‘I have spoken to Ishant Sharma’ – Darren Sammy says he holds no grudges against the Indian pacer
For years, we have been racially discriminated based on our colour, feels Sammy.
Updated - Aug 20, 2020 10:29 am
Former West Indies skipper Darren Sammy recently broke silence over his allegations on SRH players for racial discrimination. Earlier this year, Sammy alleged that he was being subjected to racial discrimination during his stint with Sunrisers Hyderabad in 2014 and 2015. He was often referred to as ‘Kalu’, a racial slang relating to the skin tone of the person.
Former skipper accepted that he didn’t understand the meaning of that racial slur, but recently when he got to know them, he was quite offended. Firstly, he sought an apology from the team’s side but has preferred a casual conversation later. An old picture posted by Ishant Sharma with Sammy with the racial slur added fuel to the fire, but it seems now 36-year-old has bonded with the Indian pacer. He spoke for teammate Ishant Sharma that he is ‘still a brother’ for him, and he holds ‘no grudges’ against him.
In an interview facilitated by Caribbean Premier League, Sammy said as quoted by Hindustan Times, “I don’t hold grudges. I have spoken to Ishant Sharma. I consider him a brother like I did back in 2014 and ‘15 when playing for Sunrisers Hyderabad.” The former Caribbean captain might have cleared things with Sharma, but reiterates the fact that he wouldn’t leave anyone who would use these racial slangs against any of the black people.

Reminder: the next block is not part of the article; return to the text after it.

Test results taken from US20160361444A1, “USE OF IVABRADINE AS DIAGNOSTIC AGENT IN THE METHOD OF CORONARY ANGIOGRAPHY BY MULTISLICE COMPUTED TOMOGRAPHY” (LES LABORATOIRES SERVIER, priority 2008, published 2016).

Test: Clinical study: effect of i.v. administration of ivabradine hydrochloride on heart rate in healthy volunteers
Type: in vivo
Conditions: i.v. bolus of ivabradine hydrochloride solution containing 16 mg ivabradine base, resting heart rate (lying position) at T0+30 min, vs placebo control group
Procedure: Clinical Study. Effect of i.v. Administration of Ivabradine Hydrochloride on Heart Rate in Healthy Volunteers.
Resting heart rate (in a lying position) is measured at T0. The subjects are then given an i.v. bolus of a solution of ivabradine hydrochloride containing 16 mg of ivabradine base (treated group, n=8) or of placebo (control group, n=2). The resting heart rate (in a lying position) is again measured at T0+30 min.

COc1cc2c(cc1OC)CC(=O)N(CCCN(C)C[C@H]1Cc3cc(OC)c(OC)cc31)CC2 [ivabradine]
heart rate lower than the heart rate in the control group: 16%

“But again if I find out that a possible racial slur is being used to describe me, no matter what time I find out, I will ask questions about it, and that’s what I did.”
We have gone through so much as a race: Darren Sammy
Right after African-American George Floyd was brutally murdered by US police officials, the Black Lives Matter campaign caught fire across the world. People started speaking against the same and demanded justice for their lost brother. Sammy was quite vocal in putting forth his opinions against this injustice.
“For years, we have been racially discriminated based on our colour. We have gone through so much as a race, as people. I think it’s just the way my mom raised me. You must stand up for the things you believe in whether injustice is being done to you or your fellow men. It’s not just a movement because black lives do matter,” concluded Sammy.